This enlightening, visually stunning film takes us on a journey into privatised space travel and the 21st-century legacy of the Soviet space programme.
Screened as part of NZIFF 2010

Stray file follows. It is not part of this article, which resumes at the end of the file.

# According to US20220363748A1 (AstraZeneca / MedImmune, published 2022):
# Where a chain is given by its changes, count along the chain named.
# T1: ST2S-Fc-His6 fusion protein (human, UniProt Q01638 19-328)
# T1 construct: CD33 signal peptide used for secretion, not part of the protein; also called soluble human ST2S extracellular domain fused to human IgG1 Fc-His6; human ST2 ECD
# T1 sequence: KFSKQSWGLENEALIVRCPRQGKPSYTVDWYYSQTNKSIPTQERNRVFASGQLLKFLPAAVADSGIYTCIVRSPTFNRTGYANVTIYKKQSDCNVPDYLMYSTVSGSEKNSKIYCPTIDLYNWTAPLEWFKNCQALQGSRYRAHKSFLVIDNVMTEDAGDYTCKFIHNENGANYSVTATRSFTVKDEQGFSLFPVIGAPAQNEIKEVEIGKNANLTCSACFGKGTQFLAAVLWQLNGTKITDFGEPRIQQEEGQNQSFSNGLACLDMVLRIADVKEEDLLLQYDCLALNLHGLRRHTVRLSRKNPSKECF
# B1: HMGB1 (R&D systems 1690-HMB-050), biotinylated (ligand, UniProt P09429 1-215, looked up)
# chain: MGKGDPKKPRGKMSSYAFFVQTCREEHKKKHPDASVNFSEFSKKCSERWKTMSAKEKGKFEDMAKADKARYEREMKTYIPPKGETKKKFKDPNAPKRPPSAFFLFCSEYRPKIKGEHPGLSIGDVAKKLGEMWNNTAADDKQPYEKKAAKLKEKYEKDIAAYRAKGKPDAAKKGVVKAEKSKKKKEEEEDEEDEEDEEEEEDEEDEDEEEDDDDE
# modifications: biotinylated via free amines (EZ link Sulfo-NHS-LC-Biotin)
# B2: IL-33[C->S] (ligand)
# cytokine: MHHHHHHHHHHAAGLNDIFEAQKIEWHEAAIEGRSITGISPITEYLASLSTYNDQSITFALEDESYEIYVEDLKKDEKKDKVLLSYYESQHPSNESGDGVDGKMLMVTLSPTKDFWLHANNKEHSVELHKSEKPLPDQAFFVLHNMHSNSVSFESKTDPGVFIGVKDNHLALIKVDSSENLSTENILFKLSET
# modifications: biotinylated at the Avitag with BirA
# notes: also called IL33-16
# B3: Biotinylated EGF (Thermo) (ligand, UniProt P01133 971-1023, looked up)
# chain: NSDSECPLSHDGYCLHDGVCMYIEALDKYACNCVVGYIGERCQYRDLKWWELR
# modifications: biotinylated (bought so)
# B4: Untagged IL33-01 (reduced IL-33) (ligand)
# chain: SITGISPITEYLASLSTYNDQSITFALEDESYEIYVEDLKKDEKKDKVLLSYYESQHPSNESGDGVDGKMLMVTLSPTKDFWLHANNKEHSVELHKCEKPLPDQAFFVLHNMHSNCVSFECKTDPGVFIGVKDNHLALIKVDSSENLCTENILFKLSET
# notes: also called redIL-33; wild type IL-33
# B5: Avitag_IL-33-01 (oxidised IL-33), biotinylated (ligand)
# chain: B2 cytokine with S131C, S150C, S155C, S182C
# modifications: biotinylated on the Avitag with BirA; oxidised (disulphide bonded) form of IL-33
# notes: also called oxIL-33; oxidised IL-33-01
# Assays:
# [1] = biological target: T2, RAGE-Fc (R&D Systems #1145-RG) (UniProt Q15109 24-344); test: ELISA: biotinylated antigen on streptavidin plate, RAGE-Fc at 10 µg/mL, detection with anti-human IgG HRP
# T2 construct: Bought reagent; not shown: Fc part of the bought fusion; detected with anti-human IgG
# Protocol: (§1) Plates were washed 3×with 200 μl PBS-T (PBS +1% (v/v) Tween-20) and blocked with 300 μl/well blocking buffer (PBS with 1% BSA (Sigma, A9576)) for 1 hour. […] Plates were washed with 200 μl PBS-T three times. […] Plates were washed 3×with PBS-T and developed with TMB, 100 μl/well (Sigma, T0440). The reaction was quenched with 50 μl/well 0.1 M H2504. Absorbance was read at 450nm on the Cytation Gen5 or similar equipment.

It costs a cool $20 million to secure a seat in a Soyuz capsule and spend eight days as a civilian guest aboard the International Space Station. This enlightening, visually stunning film takes us on a journey into the 21st-century legacy of the Soviet space programme. Magnum photographer Jonas Bendiksen has spent years at a time documenting the vast reaches of the former Soviet Union. He leads us to the extraordinary Baikonur Cosmodrome, once the mighty hub of the Soviet space programme and the biggest space station in the world, and to the now-derelict towns that once housed the programme’s engineers and workers. In the Kazakhstan steppes, massive rocket junk falling from the heavens provides a lucrative source of scrap metal that is recycled in startlingly creative ways. Meanwhile, Indian-Iranian businesswoman Anousheh Ansari spends the $20 million, endures rigorous training in Star City and fulfills her life-long dream. Her amazing footage allows us to marvel along with her. Terrific stuff. — SR